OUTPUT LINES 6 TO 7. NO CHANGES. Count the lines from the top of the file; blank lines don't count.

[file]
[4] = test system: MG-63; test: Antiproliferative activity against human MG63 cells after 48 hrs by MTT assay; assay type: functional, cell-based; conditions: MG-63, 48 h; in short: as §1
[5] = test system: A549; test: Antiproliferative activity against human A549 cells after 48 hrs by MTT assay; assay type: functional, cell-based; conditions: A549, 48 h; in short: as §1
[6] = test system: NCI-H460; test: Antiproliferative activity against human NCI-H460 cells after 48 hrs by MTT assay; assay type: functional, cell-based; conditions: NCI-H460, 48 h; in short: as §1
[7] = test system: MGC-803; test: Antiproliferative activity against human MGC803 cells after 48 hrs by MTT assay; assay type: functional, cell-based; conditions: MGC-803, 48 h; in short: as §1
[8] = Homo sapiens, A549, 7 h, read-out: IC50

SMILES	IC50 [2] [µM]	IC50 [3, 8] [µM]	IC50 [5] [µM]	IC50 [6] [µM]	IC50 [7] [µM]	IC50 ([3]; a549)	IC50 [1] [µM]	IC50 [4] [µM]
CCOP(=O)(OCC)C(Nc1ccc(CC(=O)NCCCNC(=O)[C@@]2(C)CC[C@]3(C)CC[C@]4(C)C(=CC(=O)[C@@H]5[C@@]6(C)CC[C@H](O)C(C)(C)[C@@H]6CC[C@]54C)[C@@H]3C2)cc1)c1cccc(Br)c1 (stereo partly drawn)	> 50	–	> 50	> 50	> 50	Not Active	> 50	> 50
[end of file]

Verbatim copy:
SMILES	IC50 [2] [µM]	IC50 [3, 8] [µM]	IC50 [5] [µM]	IC50 [6] [µM]	IC50 [7] [µM]	IC50 ([3]; a549)	IC50 [1] [µM]	IC50 [4] [µM]
CCOP(=O)(OCC)C(Nc1ccc(CC(=O)NCCCNC(=O)[C@@]2(C)CC[C@]3(C)CC[C@]4(C)C(=CC(=O)[C@@H]5[C@@]6(C)CC[C@H](O)C(C)(C)[C@@H]6CC[C@]54C)[C@@H]3C2)cc1)c1cccc(Br)c1 (stereo partly drawn)	> 50	–	> 50	> 50	> 50	Not Active	> 50	> 50